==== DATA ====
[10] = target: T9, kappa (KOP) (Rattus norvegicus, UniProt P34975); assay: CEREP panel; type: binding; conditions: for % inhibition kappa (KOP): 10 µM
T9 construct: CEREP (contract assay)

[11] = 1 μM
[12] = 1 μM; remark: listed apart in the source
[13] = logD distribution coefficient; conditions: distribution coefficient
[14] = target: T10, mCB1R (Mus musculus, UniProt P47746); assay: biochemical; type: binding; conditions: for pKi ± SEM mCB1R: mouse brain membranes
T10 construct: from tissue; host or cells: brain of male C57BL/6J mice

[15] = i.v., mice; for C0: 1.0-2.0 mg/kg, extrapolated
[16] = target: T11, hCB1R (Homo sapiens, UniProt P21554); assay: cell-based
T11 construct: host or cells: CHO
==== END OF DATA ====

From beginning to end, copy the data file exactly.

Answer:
[10] = target: T9, kappa (KOP) (Rattus norvegicus, UniProt P34975); assay: CEREP panel; type: binding; conditions: for % inhibition kappa (KOP): 10 µM
T9 construct: CEREP (contract assay)

[11] = 1 μM
[12] = 1 μM; remark: listed apart in the source
[13] = logD distribution coefficient; conditions: distribution coefficient
[14] = target: T10, mCB1R (Mus musculus, UniProt P47746); assay: biochemical; type: binding; conditions: for pKi ± SEM mCB1R: mouse brain membranes
T10 construct: from tissue; host or cells: brain of male C57BL/6J mice

[15] = i.v., mice; for C0: 1.0-2.0 mg/kg, extrapolated
[16] = target: T11, hCB1R (Homo sapiens, UniProt P21554); assay: cell-based
T11 construct: host or cells: CHO